I’ve always found this rather ironic, since the Protestant Reformation, to which most Christian Right leaders continue to swear fealty, made one of its own touchstones the derogation of marriage as a purely religious, as opposed to civic, obligation. Virtually all of the leaders of the Reformation denounced the idea of marriage as a scripturally-sanctioned church sacrament, holding that baptism and the Eucharist were the only valid sacraments. Luther called marriage “a secular and outward thing,”which he did not mean as a compliment. Calvin treated marriage as a “union of pious persons,” and while he did consider marriage a “covenant,” he used the same term for virtually every significant human relationship.

More tellingly, throughout Protestant Europe, from the earliest days, one of the most common “reforms” was the liberalization of divorce laws. And even today, in America, conservative Protestants have the highest divorce rates of any faith community, or un-faith community.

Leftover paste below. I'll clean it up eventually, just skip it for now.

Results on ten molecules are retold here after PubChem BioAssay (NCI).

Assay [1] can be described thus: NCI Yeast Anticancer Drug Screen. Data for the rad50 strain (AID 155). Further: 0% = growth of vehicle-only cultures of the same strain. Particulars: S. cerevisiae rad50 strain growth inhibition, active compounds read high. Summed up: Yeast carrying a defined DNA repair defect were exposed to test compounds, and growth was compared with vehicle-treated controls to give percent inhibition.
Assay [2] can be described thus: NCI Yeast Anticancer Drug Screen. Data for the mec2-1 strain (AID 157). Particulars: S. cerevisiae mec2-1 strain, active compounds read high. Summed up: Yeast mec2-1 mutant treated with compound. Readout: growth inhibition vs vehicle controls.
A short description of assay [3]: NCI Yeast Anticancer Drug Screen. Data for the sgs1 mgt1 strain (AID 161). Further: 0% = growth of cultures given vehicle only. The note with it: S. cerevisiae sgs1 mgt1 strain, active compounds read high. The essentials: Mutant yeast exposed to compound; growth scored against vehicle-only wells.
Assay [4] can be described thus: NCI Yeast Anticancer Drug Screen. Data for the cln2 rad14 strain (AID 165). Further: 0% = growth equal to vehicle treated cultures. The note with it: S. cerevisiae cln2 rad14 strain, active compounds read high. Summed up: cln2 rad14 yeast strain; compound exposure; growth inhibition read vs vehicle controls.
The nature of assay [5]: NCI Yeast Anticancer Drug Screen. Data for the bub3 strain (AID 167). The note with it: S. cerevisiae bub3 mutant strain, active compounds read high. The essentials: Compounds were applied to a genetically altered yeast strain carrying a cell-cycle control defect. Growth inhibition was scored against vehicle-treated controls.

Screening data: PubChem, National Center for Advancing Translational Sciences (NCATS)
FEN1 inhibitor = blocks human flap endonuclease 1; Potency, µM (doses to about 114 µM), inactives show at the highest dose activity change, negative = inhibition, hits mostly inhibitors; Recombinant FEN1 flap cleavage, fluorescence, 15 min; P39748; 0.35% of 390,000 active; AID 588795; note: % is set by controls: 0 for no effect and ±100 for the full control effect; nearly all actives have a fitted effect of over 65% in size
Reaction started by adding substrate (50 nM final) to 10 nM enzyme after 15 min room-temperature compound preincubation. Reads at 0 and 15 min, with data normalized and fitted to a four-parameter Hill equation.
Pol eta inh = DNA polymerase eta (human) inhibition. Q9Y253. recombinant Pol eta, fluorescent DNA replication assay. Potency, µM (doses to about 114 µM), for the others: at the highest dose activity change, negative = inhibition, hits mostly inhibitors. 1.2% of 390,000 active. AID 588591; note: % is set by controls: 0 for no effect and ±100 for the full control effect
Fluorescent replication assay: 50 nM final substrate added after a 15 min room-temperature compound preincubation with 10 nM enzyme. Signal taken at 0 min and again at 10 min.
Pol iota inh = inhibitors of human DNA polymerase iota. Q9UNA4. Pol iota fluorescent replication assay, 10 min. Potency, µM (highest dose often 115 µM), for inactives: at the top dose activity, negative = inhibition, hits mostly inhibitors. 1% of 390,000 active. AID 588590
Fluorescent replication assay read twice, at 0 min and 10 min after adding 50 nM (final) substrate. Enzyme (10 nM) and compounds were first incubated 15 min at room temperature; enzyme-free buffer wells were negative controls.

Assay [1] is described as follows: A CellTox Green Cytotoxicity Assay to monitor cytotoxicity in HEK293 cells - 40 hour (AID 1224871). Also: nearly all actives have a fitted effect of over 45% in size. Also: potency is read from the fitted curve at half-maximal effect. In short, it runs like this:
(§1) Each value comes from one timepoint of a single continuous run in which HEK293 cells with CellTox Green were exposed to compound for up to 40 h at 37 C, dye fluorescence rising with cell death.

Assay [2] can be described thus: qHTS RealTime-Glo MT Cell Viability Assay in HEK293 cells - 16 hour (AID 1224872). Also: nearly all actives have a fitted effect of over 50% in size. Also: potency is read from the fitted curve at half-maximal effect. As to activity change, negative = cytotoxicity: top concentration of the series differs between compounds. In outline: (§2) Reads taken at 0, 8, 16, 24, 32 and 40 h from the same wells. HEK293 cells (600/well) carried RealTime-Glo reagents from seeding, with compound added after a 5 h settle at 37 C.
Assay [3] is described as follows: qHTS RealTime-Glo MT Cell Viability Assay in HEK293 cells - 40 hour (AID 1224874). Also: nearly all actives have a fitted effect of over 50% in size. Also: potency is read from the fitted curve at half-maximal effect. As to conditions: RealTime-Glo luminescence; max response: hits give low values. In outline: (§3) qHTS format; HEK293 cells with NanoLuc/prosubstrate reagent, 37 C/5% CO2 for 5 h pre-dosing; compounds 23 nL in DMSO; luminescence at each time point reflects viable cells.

My point is not to accuse today’s conservative Christians of hypocrisy, though there’s room for that; it’s that the Christian Right has made a habit of confusing secular cultural conservatism–the simple and understandable impulse to resist unsettling change–with fidelity to their own religious traditions. “Defending marriage” is far down the list of concerns, historically, of the Reformation tradition, and indeed, that tradition has done far more to loosen the bonds of matrimony, for good or for ill, and to “de-sanctify” the institution, than all the gays and lesbians who have ever lived.

NewDonkey.com 11/19 [link from mike]

post-thanksgiving ip & info news

  • Australia & the US continue to work on the bilateral Free Trade Agreement. Australia is now set to implement a notice-and-takedown rules despite criticism of their impact in the US. [news.com.au 11/30]